8) KEEP YOUR WORKOUTS FOCUSED ON YOUR GOAL – The purpose of your exercise regime is to stimulate muscle which in-turn, when given the right nutrients and rest, repairs and grows to compensate for the ongoing stress it receives. Overlong workout periods will result in amino acids (proteins) being utilised as an energy source, and these will come from catabolised muscle – a loss of muscle tissue is detrimental to your goals. Don’t neglect the importance of stretching for your mobility and range of movement. On top of this lots of walking is great for your heart and burns fat off (your optimum pace will vary according to genetics and conditioning)!
9) USE QUALITY, AND RELEVANT, SUPPLEMENTS AS REQUIRED – Modern living and intense/regular training raises the bodys’ demand for nutrients required for repair and growth, as well as the nutrients needed for the metabolism of the increased food intake. Extra nutrients are also required to boost the immune system, which is suppressed by intense exercise, and to act as anti-oxidants for the increased free-radical damage caused by exercise. We must learn to understand that the more we demand of ourselves the more we need to feed and support the amazingly complex biological machine that is the human body.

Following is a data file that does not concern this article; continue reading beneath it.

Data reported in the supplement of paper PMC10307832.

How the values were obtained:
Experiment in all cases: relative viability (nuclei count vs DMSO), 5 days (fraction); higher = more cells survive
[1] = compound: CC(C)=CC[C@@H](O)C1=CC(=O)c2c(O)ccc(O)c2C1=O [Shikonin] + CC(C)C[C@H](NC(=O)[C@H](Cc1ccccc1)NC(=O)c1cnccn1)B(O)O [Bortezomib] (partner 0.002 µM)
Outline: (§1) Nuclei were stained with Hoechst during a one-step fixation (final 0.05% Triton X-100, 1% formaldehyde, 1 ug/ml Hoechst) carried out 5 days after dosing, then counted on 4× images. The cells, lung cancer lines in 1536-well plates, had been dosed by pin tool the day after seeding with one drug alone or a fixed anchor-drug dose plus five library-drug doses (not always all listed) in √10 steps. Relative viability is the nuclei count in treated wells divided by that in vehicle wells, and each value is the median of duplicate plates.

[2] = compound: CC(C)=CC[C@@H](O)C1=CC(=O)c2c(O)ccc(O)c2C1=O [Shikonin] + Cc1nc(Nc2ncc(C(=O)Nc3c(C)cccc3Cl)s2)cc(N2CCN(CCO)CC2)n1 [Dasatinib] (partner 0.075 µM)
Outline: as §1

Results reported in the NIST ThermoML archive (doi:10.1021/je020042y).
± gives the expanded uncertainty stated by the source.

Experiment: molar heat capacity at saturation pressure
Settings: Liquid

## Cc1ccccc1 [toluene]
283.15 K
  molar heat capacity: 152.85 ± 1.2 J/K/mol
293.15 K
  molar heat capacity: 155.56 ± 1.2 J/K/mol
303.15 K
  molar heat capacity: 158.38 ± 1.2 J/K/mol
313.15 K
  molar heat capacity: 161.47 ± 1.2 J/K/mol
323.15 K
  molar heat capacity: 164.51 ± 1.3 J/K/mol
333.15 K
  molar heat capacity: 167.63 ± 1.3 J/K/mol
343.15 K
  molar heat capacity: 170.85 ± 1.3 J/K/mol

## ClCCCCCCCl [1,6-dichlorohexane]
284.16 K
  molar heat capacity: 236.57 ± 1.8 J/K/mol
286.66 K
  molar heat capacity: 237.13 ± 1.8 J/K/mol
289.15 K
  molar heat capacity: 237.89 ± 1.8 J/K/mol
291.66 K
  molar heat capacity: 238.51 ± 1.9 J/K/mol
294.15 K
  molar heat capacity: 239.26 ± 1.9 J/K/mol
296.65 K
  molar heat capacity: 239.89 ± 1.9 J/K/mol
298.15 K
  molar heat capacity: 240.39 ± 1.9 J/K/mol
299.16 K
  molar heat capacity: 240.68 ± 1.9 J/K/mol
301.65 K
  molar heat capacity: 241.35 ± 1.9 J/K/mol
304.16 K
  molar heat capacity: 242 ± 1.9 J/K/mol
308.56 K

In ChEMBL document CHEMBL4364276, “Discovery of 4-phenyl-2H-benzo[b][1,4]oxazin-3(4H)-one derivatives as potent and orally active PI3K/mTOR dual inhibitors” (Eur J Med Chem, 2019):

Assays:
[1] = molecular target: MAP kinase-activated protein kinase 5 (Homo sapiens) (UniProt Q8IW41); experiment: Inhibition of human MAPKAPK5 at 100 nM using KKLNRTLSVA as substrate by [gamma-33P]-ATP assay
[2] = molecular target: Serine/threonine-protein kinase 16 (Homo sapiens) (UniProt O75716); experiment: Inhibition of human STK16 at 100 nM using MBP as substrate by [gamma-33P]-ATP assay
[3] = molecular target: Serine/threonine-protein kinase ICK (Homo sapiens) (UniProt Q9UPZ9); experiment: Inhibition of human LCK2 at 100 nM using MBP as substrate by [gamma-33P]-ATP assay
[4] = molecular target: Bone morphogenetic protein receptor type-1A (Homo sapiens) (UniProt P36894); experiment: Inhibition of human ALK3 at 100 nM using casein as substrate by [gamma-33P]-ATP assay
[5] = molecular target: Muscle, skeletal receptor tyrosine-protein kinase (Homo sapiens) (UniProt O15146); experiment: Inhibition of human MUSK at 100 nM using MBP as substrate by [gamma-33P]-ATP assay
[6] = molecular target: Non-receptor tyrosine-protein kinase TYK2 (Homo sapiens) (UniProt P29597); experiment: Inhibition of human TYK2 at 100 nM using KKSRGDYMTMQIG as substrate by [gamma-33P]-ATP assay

10) EMPLOY A PROFESSIONAL! – The above guidelines are an overview. Each of us is an individual, with genetic differences, personal aims and goals and as such it should be understood that there is no “one size fits all” advice. Each person should have an awareness of their own individuality – that their personal destination, be it aesthetic or performance based, is different from others and that indeed it may change as the journey takes place. A professional, that is relevant to that journey and destination of the client, needs to understand the need for continual assessment and action based on results. Seek out advisors that not only have proven knowledge on their topic but who recognise and empathise with the wonderful and unique person that you are.
There are many more tips to enhance your training and results but if you follow these tips (especially number 10!) you will start to put all the pieces of the complex puzzle together, maybe the most important one of all is CONSISTENCY!
See my article on a suggested one day food regime, coming soon!